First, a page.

Alyssia Landiak will be receiving an award for leadership at this year’s Indigenous Student Achievement Awards. (Photo: Carey Shaw)

Edwards student leads with passion

Alyssia Landiak hopes her practical experience adds up to a bright future.

Landiak has plans. Landiak, in her fourth-year of a Bachelor of Commerce with a major in accounting, comes from the small town of St. Paul, Alberta. Upon graduation, she will be returning to St. Paul to work at a local accounting firm, where she will begin to pursue her Chartered Professional Accounting designation.

 Landiak will be receiving an award for leadership at this year’s Indigenous Student Achievement Awards (ISAA) on Feb. 7. Indigenous students from across the University of Saskatchewan (USask) will be honoured at a ceremony to recognize their academic excellence, leadership, research endeavours or community engagement.

The ISAA is part of Indigenous Achievement Week (IAW) which celebrates the successes and contributions of Métis, First Nations and Inuit students, staff and faculty. The festivities include a public art project, speakers and celebrations in various locations across campus.

We asked Landiak a few questions about her time at USask and what motivates her.

Why did you choose the Edwards School of Business?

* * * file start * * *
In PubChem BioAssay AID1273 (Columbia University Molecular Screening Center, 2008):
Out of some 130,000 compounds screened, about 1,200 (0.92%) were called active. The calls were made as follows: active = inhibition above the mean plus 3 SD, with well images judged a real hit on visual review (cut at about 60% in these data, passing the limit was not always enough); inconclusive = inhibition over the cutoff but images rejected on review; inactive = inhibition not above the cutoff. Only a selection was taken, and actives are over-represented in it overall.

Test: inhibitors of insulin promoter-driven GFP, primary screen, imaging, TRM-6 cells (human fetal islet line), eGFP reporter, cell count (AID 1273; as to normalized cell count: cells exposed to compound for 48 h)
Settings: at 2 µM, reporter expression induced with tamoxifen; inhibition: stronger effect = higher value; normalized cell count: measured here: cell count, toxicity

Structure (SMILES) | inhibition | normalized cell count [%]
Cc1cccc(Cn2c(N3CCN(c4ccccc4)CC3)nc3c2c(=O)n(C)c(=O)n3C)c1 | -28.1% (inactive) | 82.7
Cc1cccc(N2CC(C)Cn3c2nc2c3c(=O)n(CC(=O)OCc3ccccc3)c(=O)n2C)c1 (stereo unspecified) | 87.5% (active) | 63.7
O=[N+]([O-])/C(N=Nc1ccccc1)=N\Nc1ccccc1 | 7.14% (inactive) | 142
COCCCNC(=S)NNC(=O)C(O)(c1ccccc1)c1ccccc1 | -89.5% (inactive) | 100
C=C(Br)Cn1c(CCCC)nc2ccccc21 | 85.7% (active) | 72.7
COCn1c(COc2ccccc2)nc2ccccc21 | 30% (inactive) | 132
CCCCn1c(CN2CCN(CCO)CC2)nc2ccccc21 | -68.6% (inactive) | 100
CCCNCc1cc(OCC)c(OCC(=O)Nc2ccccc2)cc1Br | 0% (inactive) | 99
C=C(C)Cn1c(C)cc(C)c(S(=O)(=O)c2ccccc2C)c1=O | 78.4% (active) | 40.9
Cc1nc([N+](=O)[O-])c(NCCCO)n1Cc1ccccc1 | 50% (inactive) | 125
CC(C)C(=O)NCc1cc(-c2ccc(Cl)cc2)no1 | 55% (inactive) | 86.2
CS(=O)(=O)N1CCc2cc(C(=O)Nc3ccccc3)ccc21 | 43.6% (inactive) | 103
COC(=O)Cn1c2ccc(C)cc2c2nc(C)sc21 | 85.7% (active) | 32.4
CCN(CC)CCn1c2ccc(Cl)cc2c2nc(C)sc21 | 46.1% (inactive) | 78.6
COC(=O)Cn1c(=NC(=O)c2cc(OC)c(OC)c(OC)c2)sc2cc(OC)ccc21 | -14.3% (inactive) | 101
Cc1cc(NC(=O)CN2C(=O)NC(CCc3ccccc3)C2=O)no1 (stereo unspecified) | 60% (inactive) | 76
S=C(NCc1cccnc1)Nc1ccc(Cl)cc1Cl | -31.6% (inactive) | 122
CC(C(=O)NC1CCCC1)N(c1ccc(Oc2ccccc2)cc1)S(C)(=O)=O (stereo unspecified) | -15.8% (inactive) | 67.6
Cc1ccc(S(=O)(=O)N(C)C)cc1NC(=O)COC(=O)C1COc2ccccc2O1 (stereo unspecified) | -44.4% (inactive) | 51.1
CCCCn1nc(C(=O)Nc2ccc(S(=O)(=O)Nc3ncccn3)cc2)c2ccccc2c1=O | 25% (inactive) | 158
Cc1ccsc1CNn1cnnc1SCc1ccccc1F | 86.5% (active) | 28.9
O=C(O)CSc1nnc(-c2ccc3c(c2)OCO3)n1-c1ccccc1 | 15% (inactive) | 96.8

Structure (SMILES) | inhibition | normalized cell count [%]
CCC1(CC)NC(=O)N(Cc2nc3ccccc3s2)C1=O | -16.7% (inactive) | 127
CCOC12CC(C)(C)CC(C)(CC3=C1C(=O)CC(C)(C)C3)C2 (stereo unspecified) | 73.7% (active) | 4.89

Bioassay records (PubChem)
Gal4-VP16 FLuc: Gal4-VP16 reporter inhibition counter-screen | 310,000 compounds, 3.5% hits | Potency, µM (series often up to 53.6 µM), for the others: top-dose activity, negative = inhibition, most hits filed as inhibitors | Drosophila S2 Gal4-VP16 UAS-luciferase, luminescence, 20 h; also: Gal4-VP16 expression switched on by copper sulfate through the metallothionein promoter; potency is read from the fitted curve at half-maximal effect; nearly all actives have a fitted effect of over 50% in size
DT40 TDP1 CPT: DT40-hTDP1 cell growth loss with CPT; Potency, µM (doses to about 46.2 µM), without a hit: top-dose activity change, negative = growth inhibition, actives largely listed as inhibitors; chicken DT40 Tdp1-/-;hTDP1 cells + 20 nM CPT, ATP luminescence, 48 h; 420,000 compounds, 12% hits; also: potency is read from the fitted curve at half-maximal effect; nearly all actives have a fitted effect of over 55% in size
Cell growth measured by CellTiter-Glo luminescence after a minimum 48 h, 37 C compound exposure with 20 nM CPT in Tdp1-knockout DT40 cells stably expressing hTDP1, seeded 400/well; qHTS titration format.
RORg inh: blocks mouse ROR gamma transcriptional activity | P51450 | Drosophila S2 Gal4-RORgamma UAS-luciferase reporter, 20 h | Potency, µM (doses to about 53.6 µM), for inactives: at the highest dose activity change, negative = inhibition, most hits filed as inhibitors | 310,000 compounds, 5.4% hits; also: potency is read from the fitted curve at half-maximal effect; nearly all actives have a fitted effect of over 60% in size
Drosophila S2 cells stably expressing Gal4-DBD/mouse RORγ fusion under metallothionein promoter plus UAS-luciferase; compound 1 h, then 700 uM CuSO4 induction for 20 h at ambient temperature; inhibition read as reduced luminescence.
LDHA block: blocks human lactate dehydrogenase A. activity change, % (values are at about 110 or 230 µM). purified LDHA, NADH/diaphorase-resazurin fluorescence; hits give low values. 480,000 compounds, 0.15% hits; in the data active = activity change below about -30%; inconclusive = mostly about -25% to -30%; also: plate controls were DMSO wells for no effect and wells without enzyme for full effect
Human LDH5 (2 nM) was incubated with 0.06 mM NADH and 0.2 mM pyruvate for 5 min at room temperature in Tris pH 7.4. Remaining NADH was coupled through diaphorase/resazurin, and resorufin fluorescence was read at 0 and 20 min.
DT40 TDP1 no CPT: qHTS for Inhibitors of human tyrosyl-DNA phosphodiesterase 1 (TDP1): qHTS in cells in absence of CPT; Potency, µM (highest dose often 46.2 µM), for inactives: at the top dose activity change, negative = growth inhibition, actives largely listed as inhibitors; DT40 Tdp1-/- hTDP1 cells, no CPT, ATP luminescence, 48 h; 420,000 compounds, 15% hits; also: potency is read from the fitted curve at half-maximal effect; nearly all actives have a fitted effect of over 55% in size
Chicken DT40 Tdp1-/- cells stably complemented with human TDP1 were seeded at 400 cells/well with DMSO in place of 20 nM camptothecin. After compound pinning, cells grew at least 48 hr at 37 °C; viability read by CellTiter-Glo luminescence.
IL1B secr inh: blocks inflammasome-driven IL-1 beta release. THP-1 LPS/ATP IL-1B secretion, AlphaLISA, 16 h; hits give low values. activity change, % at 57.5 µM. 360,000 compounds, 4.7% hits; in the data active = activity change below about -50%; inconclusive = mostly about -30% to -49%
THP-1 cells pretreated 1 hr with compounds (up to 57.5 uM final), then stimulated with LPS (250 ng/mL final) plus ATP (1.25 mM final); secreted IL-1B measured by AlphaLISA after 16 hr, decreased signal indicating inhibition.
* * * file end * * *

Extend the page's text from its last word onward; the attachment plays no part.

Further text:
After attending the university’s open house when I was in high school, I knew that Edwards was the right fit for me. The small class sizes and services that the college offers to its students was a major contributing factor in my decision.

What advice would you give to a first-year Indigenous student?

Don’t stress over one bad grade; in the end, it’s your degree/diploma and practical experience that matter.

What plans do you have for the future?

Following graduation, I will begin employment at an accounting firm in my hometown where I will begin to pursue my Chartered Professional Accountant designation.

You received the award for leadership. Can you talk about one person you think is a good leader and what makes them so?

Throughout my life, I have been surrounded by outstanding leaders. One thing that they all have in common is their passion for the area in which they are a leader.

This year’s theme of the Indigenous Achievement Week is Powerful Voices. If there is one thing you can use your voice for in this moment what would it be for?

As a young, female professional entering the workforce, I would use my voice to emphasize the importance of gender equality. Eliminating the gender gap is essential for society.

Share this story